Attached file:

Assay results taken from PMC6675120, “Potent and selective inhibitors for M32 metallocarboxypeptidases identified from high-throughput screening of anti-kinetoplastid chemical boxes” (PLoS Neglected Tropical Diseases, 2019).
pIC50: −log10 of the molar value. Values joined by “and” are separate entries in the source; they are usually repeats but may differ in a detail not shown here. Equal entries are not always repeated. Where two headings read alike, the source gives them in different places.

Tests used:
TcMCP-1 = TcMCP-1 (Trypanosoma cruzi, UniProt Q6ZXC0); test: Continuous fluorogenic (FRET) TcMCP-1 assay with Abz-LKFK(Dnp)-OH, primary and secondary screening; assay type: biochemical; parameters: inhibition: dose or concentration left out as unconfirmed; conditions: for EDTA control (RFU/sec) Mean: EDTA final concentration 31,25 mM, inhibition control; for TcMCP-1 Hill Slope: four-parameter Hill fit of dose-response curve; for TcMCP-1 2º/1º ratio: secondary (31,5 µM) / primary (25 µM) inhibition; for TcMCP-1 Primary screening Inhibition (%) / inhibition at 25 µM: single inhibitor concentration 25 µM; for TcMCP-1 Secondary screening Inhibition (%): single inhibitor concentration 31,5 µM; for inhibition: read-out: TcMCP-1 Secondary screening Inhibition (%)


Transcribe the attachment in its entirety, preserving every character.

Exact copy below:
Assay results taken from PMC6675120, “Potent and selective inhibitors for M32 metallocarboxypeptidases identified from high-throughput screening of anti-kinetoplastid chemical boxes” (PLoS Neglected Tropical Diseases, 2019).
pIC50: −log10 of the molar value. Values joined by “and” are separate entries in the source; they are usually repeats but may differ in a detail not shown here. Equal entries are not always repeated. Where two headings read alike, the source gives them in different places.

Tests used:
TcMCP-1 = TcMCP-1 (Trypanosoma cruzi, UniProt Q6ZXC0); test: Continuous fluorogenic (FRET) TcMCP-1 assay with Abz-LKFK(Dnp)-OH, primary and secondary screening; assay type: biochemical; parameters: inhibition: dose or concentration left out as unconfirmed; conditions: for EDTA control (RFU/sec) Mean: EDTA final concentration 31,25 mM, inhibition control; for TcMCP-1 Hill Slope: four-parameter Hill fit of dose-response curve; for TcMCP-1 2º/1º ratio: secondary (31,5 µM) / primary (25 µM) inhibition; for TcMCP-1 Primary screening Inhibition (%) / inhibition at 25 µM: single inhibitor concentration 25 µM; for TcMCP-1 Secondary screening Inhibition (%): single inhibitor concentration 31,5 µM; for inhibition: read-out: TcMCP-1 Secondary screening Inhibition (%)